Environmental Impact of Disposable Foam Earplugs: A Disaster Story
The majority of consumers today are aware of the damage that plastic bottles, bags, and straws do to our environment. They pollute our land and destroy our oceans and their life. However, a lot of them are still unaware of the catastrophic impact of disposable earplugs.
Managers in noisy industries supply a handful of disposable foam earplugs to employees without much thought to the impact they are going to create on the environment. Employees use them and discard them wherever they see fit.
Consequently, millions of disposable foam earplugs and their wrappers are disposed of each day and they land in landfills or rivers and waterways, which is worse. These disposable earplugs are not biodegradable and recyclable. They are small and light. Therefore, their infiltration of our waterways becomes the reason for as much devastation as is caused by plastic straws.
How many earplugs are disposed of each year?
Your hygiene requires you to discard your disposable earplugs after a single use, which is why they are also known as single-use earplugs. It means that earplugs are discarded by employees at the end of every session, which is not the same as the end of every day. In fact, on average, a worker in a noisy plant wears at least 3 sets of single-use earplugs each day. One for the first session, one after lunch, and one after the tea break. They wear more if they are to test new machinery, attend training, or engage in overtime.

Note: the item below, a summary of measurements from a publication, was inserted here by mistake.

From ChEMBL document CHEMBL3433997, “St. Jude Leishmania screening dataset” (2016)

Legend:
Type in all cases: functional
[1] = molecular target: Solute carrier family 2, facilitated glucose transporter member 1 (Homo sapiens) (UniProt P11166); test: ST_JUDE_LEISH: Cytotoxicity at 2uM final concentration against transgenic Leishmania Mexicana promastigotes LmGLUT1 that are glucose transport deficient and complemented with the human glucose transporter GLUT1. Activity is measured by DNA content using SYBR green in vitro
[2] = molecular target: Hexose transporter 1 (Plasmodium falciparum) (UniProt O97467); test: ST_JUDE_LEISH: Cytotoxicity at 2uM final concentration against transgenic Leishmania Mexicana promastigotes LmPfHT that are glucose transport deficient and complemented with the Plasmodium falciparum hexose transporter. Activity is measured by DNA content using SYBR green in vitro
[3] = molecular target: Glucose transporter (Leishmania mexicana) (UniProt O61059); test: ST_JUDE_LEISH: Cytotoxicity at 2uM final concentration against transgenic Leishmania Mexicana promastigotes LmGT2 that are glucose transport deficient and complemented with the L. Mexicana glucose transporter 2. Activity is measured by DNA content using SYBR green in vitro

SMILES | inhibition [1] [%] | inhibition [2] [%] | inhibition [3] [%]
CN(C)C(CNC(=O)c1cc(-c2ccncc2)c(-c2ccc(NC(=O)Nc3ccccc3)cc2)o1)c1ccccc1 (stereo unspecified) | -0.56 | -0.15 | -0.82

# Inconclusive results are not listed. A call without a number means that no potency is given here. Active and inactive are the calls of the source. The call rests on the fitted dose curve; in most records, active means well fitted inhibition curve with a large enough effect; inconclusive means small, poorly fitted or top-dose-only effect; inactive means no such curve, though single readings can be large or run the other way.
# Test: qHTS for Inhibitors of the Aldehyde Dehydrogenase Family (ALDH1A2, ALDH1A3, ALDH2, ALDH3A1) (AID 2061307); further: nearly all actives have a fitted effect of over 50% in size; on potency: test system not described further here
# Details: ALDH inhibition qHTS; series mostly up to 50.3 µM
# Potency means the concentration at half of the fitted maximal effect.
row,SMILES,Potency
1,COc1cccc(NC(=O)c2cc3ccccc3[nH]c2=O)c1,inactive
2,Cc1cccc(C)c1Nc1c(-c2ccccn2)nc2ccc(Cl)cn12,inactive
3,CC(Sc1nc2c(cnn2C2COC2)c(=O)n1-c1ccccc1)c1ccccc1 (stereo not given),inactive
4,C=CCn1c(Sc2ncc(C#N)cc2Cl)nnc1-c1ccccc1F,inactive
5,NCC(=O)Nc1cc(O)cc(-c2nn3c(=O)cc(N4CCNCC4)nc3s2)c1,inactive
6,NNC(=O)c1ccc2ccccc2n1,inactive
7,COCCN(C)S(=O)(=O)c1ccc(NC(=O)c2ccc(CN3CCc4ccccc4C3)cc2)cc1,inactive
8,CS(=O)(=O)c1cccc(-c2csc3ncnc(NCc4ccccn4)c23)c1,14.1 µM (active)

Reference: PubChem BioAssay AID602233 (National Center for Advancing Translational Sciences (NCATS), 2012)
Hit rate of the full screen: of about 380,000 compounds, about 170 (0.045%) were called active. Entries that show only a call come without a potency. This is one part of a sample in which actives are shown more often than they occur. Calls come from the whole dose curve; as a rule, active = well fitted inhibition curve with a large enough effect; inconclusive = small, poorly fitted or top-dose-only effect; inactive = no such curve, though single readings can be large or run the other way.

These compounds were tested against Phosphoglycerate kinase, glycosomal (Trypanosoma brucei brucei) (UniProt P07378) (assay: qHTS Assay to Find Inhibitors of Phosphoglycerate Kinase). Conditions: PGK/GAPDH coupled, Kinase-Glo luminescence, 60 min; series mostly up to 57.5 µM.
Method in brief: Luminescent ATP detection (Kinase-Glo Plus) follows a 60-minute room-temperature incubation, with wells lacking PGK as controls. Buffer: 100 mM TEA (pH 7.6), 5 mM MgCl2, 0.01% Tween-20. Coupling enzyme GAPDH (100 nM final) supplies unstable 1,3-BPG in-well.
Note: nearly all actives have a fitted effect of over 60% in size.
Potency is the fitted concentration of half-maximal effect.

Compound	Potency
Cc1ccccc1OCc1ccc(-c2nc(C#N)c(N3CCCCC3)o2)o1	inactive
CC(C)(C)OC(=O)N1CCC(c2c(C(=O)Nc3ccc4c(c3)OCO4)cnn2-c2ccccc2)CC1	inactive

According to a study, a small factory of 100 employees discards approximately 300 pairs of earplugs each day. That’s 600 earplugs per day, 3,000 earplugs per 5-day week, 12,000 per month, and 144,000 earplugs per year.
Unfortunately, this sad phenomenon occurs in almost all the noisy workplaces around the world. And these workplaces are adding more and more employees each day, increasing the number of problematic waste.
The number of total earplugs disposed of in the garbage or just left lying on the factory grounds over the past decades is simply mind-boggling. A question that is raised here is how these thoughtless and harmful practices are aligned with the environmental policies of the companies.
Are disposable earplugs effective?
Disposable earplugs are assumed to be hygienic, effective, and economically cheap. They are perceived as an all-purpose solution against noise pollution and to protect one's hearing.
All of this is nothing but a misconception. Disposable earplugs, even if employees in a noisy workplace wear them 100% of the time, are far from being effective. Yes, they are cheap and affordable, which is why most companies are using them, but they are not as effective, so your investment is kind of going down the drain.
Why exactly are they not effective?
Well, they are incredibly uncomfortable to wear and poorly adapted. They can irritate the ear canals and ears and become a cause of itch and constant distraction, which is not healthy or safe in any way. Moreover, disposable foam earplugs make it extremely difficult to communicate in a noisy environment, which should not be the case if earplugs are effective. In fact, they are worn for the sole reason of cutting out loud, harmful noises and still being able to communicate with your surroundings.